By Mary Klein, Guest Dullblogger

A Lennon/Ono banquet

Chip Madinger’s and Scott Raile’s  Strange Days Indeed–A Scrapbook of Madness presents John Lennon and Yoko Ono aficionados with a dizzying spread of information – and it’s only the first volume in a projected three- to four-volume work that aspires to chronicle all the doings of JohnandYoko. Madinger (coauthor of Eight Arms to Hold You, 2000) and Scott Raile (academic advisor at the University of Colorado, Boulder) draw from an enormous range of materials to create a day-by-day, sometimes hour-by-hour, chronicle of the couple’s activities, beginning in 1966. Even those familiar with the Lennon/Ono story will learn much from the deep dive Madinger and Raile take into the minutiae of recording sessions, art installations, and less-classifiable happenings. The relatively hefty price tag ($100 for the softcover and $150 for the hardcover) seems to be justified by the sheer amount of material presented, although I was only able to look at the online preview (see the link above) and not the published book. [The book  is available through the authors’ website,]


Can’t resist this frontispiece!

The highlights of Strange Days Indeed include:

  • Images of rare newspaper clippings, ads, theatre bills, and posters
  • Seemingly every public (and private??) quote ever uttered by John and Yoko
  • Memorabilia from art shows, musical happenings, sit-ins, bed-ins, political “stunts,” and the like
  • Indexes of quotes and song titles for the completist
  • A diary/journal presentation that apparently leaves no date out, with short entries that recreate the times with a startling immediacy

It helps greatly that Madinger and Raile create a sardonic narrative voice that is both fun to read as it addresses repetitive elements and offers witty or incisive commentary on the events being reported. The many, many graphics included in the book add immeasurably to its value. Just when you’re reading and wishing you could see something (such as the bags with the acorns, starring in what I came to call “The Saga of the Acorns”), there it is!


As the authors note, John and Yoko look as if they are sprouting from the plastic of the acorn bags.

The images give a vivid sense of the time and place in which these events occurred. And by coordinating information from multiple materials–including books, newspapers, interviews, and many other primary sources–Madinger and Raile manage to create a single timeline of complex events. If you don’t want to read umpteen bios of Paul, George, and company to glean extra tidbits, you don’t have to. The authors have meticulously pieced the salient bits together and arranged them in a clear chronology.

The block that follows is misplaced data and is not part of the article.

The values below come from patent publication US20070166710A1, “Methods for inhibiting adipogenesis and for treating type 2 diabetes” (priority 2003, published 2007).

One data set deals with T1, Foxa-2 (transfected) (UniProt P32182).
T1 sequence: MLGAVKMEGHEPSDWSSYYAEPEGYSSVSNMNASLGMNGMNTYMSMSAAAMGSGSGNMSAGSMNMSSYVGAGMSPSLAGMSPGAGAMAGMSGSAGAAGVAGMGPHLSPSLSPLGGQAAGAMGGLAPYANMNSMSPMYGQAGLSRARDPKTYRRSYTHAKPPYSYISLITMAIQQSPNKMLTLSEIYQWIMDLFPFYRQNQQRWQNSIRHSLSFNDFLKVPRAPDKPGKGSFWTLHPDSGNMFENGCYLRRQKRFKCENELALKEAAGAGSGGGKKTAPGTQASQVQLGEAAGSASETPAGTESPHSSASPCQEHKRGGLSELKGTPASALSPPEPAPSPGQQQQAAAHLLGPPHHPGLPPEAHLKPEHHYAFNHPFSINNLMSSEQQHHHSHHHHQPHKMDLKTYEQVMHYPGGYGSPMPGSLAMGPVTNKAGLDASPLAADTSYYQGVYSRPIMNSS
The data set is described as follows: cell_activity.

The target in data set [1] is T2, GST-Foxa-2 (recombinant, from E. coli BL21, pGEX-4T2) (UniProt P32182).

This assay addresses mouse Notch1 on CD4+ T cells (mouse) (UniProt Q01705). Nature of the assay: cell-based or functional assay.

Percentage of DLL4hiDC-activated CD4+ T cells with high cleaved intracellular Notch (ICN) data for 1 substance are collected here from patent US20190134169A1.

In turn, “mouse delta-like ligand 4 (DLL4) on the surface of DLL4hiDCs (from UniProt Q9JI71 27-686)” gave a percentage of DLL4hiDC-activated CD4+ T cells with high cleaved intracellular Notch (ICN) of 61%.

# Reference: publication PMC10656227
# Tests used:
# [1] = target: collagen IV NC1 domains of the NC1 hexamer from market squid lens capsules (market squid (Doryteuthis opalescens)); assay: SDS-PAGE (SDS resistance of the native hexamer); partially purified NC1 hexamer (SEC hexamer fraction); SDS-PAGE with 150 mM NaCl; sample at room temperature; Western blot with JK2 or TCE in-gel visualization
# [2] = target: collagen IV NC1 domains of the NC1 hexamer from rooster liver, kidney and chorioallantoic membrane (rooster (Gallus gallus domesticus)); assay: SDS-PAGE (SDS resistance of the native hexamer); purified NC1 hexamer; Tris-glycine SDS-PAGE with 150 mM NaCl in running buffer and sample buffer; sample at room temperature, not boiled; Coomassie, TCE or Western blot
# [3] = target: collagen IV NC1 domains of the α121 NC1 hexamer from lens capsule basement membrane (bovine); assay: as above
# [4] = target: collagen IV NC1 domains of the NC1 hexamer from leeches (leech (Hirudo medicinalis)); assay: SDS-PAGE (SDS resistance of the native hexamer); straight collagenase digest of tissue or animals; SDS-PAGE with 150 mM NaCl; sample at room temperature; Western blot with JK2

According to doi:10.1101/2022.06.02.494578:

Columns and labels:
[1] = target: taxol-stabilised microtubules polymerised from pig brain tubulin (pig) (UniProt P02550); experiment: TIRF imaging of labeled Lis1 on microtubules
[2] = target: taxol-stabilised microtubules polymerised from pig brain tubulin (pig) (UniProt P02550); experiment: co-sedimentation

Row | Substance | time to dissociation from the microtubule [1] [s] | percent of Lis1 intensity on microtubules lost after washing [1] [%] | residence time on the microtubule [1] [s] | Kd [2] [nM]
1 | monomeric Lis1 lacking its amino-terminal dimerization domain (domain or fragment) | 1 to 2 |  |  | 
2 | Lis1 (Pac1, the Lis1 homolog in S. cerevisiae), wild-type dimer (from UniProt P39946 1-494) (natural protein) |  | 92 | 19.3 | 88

As a result of that chronology, it’s newly possible to follow the ins and outs of various stories as if in real time. We learn the complex narratives of the acorns (which keep showing up), the much-moved bench at Coventry Cathedral, the making of Two Virgins, and the miscarriage documented in Life with the Lions, among others.

(Mostly) just the facts, fans

Depending on what you’re looking for from the book, you may be relieved or disappointed to discover that the focus throughout is on journalistic reporting rather than analysis of events. Besides details about musical, art, and political activities, you’ll learn specifics of legal issues, business dealings, studio bookings held and cancelled, and costs, costs, costs. It’s intriguing to see that the Beatles, Lennon, and Ono had to deal with the same kind of mundane issues the rest of us do.

I did have questions about some of the choices Madinger and Haile made about what to report and how to present events.

  • Why do some of the dates touch on one, two, or even all three of the other Beatles, with no reference to what John or Yoko was doing? Overall, it’s hard to discern what determines the inclusion of non-John and Yoko material.
  • Why so much focus on repetitive elements, e.g. the exact number of takes required for a specific tune? For example, the book notes 150+ takes (!!) for George’s “Not Guilty,” which isn’t even a John or Yoko song. We are also told the exact times that various Beatles walked in and out of the EMI studios; session details (times/attendees/overdubs, which EMI room was used), and whether mono masters or stereo masters were being made.
  • Why do footnotes that refer to books as the source for quotes include no page numbers? Knowing which book a quote came from isn’t enough; the truly interested will want to be directed to a page number, for context if nothing else. It’s also standard practice. (By the way, the attributions for newspapers are fine.)


Most peculiar, Mama


Admit it, Yoko looks great in this promotional image for her “Half a Wind” show.

Overall, Strange Days Indeed offers fans like me, who didn’t experience the Beatles era firsthand, the opportunity to feel something of what it must have been like to be alive when the Beatles were in the news on a daily basis. The newspaper reports allow us to read about John and Yoko’s art, music, film, writing, and extracurricular adventures as if they are unfolding a real time–including them was a smart choice on Madinger and Raile’s parts.

If you have a penchant for completism and an unquenchable Lennon/Ono obsession, this series of volumes promises to fulfill all your desires.


Mary Klein is a writer, editor, and longstanding Beatles fan (in high school she painstakingly painted one wall of her room with the cover of “Yellow Submarine,” working grid by grid). In addition to her work in publishing, she plays bass and keyboards.